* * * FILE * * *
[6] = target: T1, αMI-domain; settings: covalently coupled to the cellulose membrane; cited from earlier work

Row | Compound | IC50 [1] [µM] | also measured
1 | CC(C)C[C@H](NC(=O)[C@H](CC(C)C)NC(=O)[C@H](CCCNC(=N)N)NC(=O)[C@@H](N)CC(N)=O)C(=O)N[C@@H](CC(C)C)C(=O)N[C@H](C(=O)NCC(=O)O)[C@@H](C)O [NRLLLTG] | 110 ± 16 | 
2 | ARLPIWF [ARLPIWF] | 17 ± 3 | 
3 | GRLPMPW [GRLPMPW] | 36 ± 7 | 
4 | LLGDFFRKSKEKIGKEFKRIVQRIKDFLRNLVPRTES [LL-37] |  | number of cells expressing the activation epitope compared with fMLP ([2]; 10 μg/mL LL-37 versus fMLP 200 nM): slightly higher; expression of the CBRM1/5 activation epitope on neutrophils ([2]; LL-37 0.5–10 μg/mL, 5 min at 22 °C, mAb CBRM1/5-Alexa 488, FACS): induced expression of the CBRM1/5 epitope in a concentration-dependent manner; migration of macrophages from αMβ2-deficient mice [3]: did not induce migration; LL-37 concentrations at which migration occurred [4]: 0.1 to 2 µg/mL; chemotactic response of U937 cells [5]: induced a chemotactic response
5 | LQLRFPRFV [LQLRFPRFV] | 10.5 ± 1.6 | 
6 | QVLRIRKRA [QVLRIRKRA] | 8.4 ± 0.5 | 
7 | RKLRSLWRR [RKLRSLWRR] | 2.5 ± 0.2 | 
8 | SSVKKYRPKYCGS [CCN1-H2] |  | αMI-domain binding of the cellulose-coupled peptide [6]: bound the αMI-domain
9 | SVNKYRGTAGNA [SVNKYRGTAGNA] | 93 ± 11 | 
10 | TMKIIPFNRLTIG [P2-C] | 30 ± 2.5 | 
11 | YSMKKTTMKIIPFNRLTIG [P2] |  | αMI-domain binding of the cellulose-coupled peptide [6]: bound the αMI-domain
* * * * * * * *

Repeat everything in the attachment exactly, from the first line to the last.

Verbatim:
[6] = target: T1, αMI-domain; settings: covalently coupled to the cellulose membrane; cited from earlier work

Row | Compound | IC50 [1] [µM] | also measured
1 | CC(C)C[C@H](NC(=O)[C@H](CC(C)C)NC(=O)[C@H](CCCNC(=N)N)NC(=O)[C@@H](N)CC(N)=O)C(=O)N[C@@H](CC(C)C)C(=O)N[C@H](C(=O)NCC(=O)O)[C@@H](C)O [NRLLLTG] | 110 ± 16 | 
2 | ARLPIWF [ARLPIWF] | 17 ± 3 | 
3 | GRLPMPW [GRLPMPW] | 36 ± 7 | 
4 | LLGDFFRKSKEKIGKEFKRIVQRIKDFLRNLVPRTES [LL-37] |  | number of cells expressing the activation epitope compared with fMLP ([2]; 10 μg/mL LL-37 versus fMLP 200 nM): slightly higher; expression of the CBRM1/5 activation epitope on neutrophils ([2]; LL-37 0.5–10 μg/mL, 5 min at 22 °C, mAb CBRM1/5-Alexa 488, FACS): induced expression of the CBRM1/5 epitope in a concentration-dependent manner; migration of macrophages from αMβ2-deficient mice [3]: did not induce migration; LL-37 concentrations at which migration occurred [4]: 0.1 to 2 µg/mL; chemotactic response of U937 cells [5]: induced a chemotactic response
5 | LQLRFPRFV [LQLRFPRFV] | 10.5 ± 1.6 | 
6 | QVLRIRKRA [QVLRIRKRA] | 8.4 ± 0.5 | 
7 | RKLRSLWRR [RKLRSLWRR] | 2.5 ± 0.2 | 
8 | SSVKKYRPKYCGS [CCN1-H2] |  | αMI-domain binding of the cellulose-coupled peptide [6]: bound the αMI-domain
9 | SVNKYRGTAGNA [SVNKYRGTAGNA] | 93 ± 11 | 
10 | TMKIIPFNRLTIG [P2-C] | 30 ± 2.5 | 
11 | YSMKKTTMKIIPFNRLTIG [P2] |  | αMI-domain binding of the cellulose-coupled peptide [6]: bound the αMI-domain